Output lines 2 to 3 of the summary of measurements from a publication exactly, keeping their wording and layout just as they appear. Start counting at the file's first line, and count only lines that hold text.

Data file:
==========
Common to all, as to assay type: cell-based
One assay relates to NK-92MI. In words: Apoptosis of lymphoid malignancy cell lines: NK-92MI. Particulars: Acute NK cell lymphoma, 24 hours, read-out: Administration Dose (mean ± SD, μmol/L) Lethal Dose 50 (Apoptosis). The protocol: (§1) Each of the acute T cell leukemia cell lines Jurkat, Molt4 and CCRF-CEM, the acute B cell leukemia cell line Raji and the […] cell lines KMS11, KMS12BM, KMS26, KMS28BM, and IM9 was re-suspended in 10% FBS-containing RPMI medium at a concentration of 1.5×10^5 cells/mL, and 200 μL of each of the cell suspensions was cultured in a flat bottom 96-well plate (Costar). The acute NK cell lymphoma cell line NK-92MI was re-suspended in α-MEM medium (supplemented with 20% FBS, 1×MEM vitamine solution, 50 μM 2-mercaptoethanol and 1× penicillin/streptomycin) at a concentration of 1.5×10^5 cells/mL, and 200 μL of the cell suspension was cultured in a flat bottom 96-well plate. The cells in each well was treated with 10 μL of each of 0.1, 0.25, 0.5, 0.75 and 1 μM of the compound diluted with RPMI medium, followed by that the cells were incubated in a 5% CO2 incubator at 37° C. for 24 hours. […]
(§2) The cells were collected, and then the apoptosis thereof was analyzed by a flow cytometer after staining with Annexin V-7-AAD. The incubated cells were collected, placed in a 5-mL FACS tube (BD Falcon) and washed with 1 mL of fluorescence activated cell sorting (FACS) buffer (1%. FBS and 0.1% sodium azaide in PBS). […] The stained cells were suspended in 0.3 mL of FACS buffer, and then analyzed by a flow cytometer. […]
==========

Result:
One assay relates to NK-92MI. In words: Apoptosis of lymphoid malignancy cell lines: NK-92MI. Particulars: Acute NK cell lymphoma, 24 hours, read-out: Administration Dose (mean ± SD, μmol/L) Lethal Dose 50 (Apoptosis). The protocol: (§1) Each of the acute T cell leukemia cell lines Jurkat, Molt4 and CCRF-CEM, the acute B cell leukemia cell line Raji and the […] cell lines KMS11, KMS12BM, KMS26, KMS28BM, and IM9 was re-suspended in 10% FBS-containing RPMI medium at a concentration of 1.5×10^5 cells/mL, and 200 μL of each of the cell suspensions was cultured in a flat bottom 96-well plate (Costar). The acute NK cell lymphoma cell line NK-92MI was re-suspended in α-MEM medium (supplemented with 20% FBS, 1×MEM vitamine solution, 50 μM 2-mercaptoethanol and 1× penicillin/streptomycin) at a concentration of 1.5×10^5 cells/mL, and 200 μL of the cell suspension was cultured in a flat bottom 96-well plate. The cells in each well was treated with 10 μL of each of 0.1, 0.25, 0.5, 0.75 and 1 μM of the compound diluted with RPMI medium, followed by that the cells were incubated in a 5% CO2 incubator at 37° C. for 24 hours. […]
(§2) The cells were collected, and then the apoptosis thereof was analyzed by a flow cytometer after staining with Annexin V-7-AAD. The incubated cells were collected, placed in a 5-mL FACS tube (BD Falcon) and washed with 1 mL of fluorescence activated cell sorting (FACS) buffer (1%. FBS and 0.1% sodium azaide in PBS). […] The stained cells were suspended in 0.3 mL of FACS buffer, and then analyzed by a flow cytometer. […]